Show Summary Details

Page of

PRINTED FROM OXFORD HANDBOOKS ONLINE (www.oxfordhandbooks.com). © Oxford University Press, 2018. All Rights Reserved. Under the terms of the licence agreement, an individual user may print out a PDF of a single chapter of a title in Oxford Handbooks Online for personal use (for details see Privacy Policy and Legal Notice).

date: 15 December 2018

Abstract and Keywords

The recent revival of boom-bust business cycles and the worldwide slow recovery from 2009–2012 has renewed interest in the analysis of a money-production economy developed by Keynes and capital-structure-based Austrian macroeconomics developed by Hayek, Mises, Rothbard, and, most recently, Garrison. Both approaches identify time, money, banking, financial markets, interest, and investment as the major sources of coordination failure leading to recession or depression. When compared with single-aggregate modern macroeconomic models, both Keynes’s and the Austrians’ models, with their lower level of aggregation, provide a better understanding of how an economy goes wrong, However, the chapter argues that Keynes’s model is flawed because it lacks a capital-structure foundation. Keynesian macroeconomic policy is generally unnecessary and, if applied consistently, destabilizes the economy. Austrian economics and its capital-based macroeconomics provide better guidance on cause, recovery, and, more important, prevention.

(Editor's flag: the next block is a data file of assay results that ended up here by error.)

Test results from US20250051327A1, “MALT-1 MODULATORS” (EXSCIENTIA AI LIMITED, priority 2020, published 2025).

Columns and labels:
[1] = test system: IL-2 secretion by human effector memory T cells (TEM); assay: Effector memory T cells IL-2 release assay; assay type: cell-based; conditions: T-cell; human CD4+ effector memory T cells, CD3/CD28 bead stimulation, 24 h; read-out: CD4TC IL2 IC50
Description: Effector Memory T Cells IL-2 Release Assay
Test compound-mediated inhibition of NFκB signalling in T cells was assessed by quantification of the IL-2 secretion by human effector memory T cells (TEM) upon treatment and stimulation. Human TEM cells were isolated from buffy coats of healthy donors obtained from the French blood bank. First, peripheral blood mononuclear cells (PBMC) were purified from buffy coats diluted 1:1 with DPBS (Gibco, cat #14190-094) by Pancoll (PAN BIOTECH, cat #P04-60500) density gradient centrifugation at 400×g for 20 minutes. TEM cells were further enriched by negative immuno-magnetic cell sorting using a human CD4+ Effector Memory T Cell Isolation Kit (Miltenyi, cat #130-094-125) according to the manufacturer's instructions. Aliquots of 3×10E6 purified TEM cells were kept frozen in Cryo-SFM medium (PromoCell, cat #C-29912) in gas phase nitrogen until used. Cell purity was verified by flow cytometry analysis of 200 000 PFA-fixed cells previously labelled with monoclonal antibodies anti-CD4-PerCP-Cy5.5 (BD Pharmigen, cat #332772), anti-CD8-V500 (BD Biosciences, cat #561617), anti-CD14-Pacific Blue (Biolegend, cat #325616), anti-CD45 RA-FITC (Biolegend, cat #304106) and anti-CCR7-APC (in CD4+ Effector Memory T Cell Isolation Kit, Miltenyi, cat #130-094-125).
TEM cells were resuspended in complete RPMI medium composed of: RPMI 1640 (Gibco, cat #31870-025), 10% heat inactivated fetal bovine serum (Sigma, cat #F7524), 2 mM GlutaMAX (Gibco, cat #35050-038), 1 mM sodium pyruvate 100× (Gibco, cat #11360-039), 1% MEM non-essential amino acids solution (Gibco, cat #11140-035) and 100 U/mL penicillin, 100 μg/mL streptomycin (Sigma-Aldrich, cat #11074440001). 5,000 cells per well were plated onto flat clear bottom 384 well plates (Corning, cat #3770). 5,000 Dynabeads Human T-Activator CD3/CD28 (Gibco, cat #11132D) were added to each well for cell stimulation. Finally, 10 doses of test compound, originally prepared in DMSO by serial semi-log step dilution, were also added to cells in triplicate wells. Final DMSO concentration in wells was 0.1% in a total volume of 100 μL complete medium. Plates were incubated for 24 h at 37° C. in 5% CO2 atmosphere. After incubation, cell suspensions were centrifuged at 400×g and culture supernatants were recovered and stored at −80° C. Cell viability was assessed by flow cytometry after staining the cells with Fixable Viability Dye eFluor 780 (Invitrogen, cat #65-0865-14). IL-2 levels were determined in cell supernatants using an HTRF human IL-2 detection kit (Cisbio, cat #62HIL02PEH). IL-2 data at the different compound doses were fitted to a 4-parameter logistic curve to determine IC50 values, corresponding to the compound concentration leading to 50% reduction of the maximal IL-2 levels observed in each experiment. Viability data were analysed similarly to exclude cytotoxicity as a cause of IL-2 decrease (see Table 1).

Keywords: Austrian economics, business cycles, capital structure, Hayek, Keynes, Keynesian, macroeconomic policy, Mises, recession, recovery

Access to the complete content on Oxford Handbooks Online requires a subscription or purchase. Public users are able to search the site and view the abstracts and keywords for each book and chapter without a subscription.

Please subscribe or login to access full text content.

If you have purchased a print title that contains an access token, please see the token for information about how to register your code.

For questions on access or troubleshooting, please check our FAQs, and if you can''t find the answer there, please contact us.